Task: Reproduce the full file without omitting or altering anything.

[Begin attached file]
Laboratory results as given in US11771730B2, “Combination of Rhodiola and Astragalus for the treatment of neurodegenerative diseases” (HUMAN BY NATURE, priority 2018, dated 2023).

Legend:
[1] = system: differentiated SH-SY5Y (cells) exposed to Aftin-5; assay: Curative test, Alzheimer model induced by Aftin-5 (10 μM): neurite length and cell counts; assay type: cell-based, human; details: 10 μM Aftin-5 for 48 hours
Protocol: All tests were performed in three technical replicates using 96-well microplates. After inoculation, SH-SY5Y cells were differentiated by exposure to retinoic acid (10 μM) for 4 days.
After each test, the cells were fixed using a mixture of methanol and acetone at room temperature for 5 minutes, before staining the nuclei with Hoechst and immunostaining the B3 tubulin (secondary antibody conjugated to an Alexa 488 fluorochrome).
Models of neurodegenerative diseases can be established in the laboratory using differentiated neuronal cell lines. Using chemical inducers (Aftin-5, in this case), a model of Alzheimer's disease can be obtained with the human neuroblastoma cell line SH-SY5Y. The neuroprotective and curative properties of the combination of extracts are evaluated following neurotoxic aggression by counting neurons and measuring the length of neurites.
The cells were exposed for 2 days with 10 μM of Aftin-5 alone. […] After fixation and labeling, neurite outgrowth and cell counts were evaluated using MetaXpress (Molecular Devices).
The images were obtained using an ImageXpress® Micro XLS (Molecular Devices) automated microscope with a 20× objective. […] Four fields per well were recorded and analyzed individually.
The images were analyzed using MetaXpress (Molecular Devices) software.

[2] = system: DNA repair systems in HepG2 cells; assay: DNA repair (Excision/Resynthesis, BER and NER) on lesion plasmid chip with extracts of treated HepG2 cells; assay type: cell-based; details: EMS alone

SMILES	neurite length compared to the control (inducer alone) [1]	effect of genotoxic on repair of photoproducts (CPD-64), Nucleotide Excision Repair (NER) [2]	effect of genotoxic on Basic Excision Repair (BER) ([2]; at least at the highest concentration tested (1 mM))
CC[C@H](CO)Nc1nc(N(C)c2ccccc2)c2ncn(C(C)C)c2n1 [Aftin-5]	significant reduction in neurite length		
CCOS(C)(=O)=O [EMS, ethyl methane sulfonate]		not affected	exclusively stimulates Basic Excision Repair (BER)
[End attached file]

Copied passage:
Laboratory results as given in US11771730B2, “Combination of Rhodiola and Astragalus for the treatment of neurodegenerative diseases” (HUMAN BY NATURE, priority 2018, dated 2023).

Legend:
[1] = system: differentiated SH-SY5Y (cells) exposed to Aftin-5; assay: Curative test, Alzheimer model induced by Aftin-5 (10 μM): neurite length and cell counts; assay type: cell-based, human; details: 10 μM Aftin-5 for 48 hours
Protocol: All tests were performed in three technical replicates using 96-well microplates. After inoculation, SH-SY5Y cells were differentiated by exposure to retinoic acid (10 μM) for 4 days.
After each test, the cells were fixed using a mixture of methanol and acetone at room temperature for 5 minutes, before staining the nuclei with Hoechst and immunostaining the B3 tubulin (secondary antibody conjugated to an Alexa 488 fluorochrome).
Models of neurodegenerative diseases can be established in the laboratory using differentiated neuronal cell lines. Using chemical inducers (Aftin-5, in this case), a model of Alzheimer's disease can be obtained with the human neuroblastoma cell line SH-SY5Y. The neuroprotective and curative properties of the combination of extracts are evaluated following neurotoxic aggression by counting neurons and measuring the length of neurites.
The cells were exposed for 2 days with 10 μM of Aftin-5 alone. […] After fixation and labeling, neurite outgrowth and cell counts were evaluated using MetaXpress (Molecular Devices).
The images were obtained using an ImageXpress® Micro XLS (Molecular Devices) automated microscope with a 20× objective. […] Four fields per well were recorded and analyzed individually.
The images were analyzed using MetaXpress (Molecular Devices) software.

[2] = system: DNA repair systems in HepG2 cells; assay: DNA repair (Excision/Resynthesis, BER and NER) on lesion plasmid chip with extracts of treated HepG2 cells; assay type: cell-based; details: EMS alone

SMILES	neurite length compared to the control (inducer alone) [1]	effect of genotoxic on repair of photoproducts (CPD-64), Nucleotide Excision Repair (NER) [2]	effect of genotoxic on Basic Excision Repair (BER) ([2]; at least at the highest concentration tested (1 mM))
CC[C@H](CO)Nc1nc(N(C)c2ccccc2)c2ncn(C(C)C)c2n1 [Aftin-5]	significant reduction in neurite length		
CCOS(C)(=O)=O [EMS, ethyl methane sulfonate]		not affected	exclusively stimulates Basic Excision Repair (BER)